Saturday, September 4, 2021 at 5pm
“ULK-KULT MIT PATZI UND FELIX: DAS GRENZÜBERSCHREITENDE KULTSTÜCK”
A Performance by and with Patricia Martsch and Felix Maria Zeppenfeld, with a figure by Anna Pelz.
There is a certain humor in Sebastian Koch’s definition of the line in his paintings. The line is disturbing the surface, it creates a dialogue between the surface of the canvas and the line and is also creating space in the painting. He is drawing the line until the associative potential is taking over the surface and is creating some references ‘outside’ of the canvas. Lines are somehow becoming signs which we cannot read literally as something known or concrete. But we are getting into some idea of these forms even if they remain enigmatic at all. On the other hand Koch is guiding our attention to the painting as a construction of material when he is using a certain framing that gives us the possibility of examining the edges of the canvas. This framing is a reference to the painting of the 50s when painting was facing this major theoretical problem: Is painting a field of projections of the outside world or is it just a construction of material? Koch is playing with both approaches discussing them with a humorous notification that signs and meaning will always remain uncertain or in some way unclear.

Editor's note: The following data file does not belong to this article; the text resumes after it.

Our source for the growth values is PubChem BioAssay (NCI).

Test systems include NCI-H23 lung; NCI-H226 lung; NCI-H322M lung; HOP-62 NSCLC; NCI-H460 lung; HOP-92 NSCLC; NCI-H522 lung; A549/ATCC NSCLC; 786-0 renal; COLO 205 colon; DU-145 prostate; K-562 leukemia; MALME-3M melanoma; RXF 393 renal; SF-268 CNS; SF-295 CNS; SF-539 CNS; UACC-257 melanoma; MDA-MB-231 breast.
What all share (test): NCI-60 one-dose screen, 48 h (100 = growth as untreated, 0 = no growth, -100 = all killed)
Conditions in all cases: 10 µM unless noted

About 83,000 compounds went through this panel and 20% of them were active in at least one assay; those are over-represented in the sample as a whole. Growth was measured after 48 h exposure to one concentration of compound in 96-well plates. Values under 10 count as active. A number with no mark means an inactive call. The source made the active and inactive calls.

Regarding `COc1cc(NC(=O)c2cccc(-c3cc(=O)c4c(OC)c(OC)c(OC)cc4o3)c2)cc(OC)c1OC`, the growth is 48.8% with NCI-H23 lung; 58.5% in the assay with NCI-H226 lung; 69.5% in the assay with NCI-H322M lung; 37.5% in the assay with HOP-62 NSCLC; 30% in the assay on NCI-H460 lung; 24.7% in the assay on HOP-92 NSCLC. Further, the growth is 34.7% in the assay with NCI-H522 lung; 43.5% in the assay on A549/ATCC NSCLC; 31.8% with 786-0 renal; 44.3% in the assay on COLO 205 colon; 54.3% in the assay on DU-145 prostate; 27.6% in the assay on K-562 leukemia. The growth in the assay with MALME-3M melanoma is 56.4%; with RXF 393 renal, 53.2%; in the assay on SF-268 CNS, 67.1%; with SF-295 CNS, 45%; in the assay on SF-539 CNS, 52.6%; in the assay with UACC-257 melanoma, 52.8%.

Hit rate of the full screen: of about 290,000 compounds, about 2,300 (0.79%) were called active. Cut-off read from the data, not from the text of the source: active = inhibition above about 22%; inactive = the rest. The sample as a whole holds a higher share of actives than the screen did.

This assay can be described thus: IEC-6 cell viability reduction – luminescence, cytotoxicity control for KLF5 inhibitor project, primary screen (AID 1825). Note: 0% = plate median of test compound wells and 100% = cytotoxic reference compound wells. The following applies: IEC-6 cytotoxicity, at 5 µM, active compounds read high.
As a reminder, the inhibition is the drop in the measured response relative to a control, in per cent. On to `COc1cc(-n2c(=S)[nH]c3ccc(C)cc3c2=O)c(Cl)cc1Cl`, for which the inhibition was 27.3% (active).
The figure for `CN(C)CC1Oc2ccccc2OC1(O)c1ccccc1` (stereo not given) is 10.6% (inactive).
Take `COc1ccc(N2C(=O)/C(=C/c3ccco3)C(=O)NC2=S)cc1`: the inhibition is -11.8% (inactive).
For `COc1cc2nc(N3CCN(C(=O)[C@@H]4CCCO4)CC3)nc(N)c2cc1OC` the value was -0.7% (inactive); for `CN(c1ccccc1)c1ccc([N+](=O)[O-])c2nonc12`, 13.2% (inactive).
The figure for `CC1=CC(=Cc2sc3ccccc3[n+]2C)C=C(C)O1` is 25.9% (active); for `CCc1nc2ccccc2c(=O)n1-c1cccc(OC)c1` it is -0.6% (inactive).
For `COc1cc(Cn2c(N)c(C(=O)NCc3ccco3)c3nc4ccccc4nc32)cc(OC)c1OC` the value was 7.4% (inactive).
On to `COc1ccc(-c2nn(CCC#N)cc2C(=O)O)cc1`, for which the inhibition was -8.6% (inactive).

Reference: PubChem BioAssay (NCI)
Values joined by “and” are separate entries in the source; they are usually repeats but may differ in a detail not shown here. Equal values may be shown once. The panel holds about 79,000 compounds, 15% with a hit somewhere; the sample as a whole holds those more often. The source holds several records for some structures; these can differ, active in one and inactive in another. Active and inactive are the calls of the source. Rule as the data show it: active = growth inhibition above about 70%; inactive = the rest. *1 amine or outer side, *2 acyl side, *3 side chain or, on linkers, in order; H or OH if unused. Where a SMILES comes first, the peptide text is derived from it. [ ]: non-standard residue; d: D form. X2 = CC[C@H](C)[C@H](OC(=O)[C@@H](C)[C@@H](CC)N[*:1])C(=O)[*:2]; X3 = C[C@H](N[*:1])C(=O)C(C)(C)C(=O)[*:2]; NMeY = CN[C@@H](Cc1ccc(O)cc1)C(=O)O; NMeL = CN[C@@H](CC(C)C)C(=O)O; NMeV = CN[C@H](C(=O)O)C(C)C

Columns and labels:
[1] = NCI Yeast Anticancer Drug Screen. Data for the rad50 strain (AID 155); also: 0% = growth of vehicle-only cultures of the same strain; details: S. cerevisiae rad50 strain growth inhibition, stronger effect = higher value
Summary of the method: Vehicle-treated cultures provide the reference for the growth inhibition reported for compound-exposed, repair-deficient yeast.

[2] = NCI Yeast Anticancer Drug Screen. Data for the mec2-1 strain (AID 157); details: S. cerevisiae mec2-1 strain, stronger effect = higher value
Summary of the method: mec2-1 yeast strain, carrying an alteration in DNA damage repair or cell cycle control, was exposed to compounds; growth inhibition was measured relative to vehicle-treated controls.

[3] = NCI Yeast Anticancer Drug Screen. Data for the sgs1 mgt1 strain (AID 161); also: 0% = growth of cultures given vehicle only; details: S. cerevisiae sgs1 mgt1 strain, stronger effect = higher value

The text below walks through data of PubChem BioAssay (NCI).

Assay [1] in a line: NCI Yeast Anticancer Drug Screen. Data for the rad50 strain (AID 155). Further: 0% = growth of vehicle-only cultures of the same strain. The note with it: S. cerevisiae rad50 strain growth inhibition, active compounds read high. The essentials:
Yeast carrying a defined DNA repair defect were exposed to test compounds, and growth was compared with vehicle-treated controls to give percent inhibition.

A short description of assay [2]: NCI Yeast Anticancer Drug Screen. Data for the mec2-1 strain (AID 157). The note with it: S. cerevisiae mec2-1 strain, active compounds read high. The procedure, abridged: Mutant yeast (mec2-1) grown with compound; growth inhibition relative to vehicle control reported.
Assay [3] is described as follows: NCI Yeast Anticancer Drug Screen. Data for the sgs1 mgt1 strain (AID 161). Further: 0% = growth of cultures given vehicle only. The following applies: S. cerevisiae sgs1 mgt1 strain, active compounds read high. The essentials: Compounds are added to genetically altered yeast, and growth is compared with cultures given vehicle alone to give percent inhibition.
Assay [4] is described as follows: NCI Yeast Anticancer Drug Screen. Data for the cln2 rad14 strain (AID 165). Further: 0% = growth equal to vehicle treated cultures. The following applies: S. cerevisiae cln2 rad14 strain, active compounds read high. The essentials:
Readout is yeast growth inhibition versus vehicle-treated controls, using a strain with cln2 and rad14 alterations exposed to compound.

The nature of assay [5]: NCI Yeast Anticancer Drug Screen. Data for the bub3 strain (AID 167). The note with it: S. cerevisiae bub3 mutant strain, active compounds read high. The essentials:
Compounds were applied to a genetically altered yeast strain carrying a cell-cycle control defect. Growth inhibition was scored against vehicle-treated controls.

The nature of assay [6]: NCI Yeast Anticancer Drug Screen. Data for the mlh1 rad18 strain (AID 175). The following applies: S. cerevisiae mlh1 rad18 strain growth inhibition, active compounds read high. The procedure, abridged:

In his works, Sebastian Koch does not apply a reductionist approach, abstracting certain forms from a given reference model. His works do not represent the painstaking reproduction of a model, be it in nature or in art. Nor are they the result of a constant testing of the artistic medium for the sake of it. For Koch, everything is material and as a result his approach is rather playful. However, he does not differentiate between artistic material, conceptual material and the actual material with which the paintings (and modern sculpture) are created, namely paint, wood, frame, canvas etc. Of course it goes without saying that he is in a constant dialogue with art. For as soon as he makes even the slightest intrusion into the painting medium, the game begins and with it the burden of representation. Painting and the discourse thereof has developed enough since the beginning of the 20th century to be ripe with subjects for discussion. Koch’s palpable thirst for this debate, which goes far beyond art is also reflected in title of this exhibition.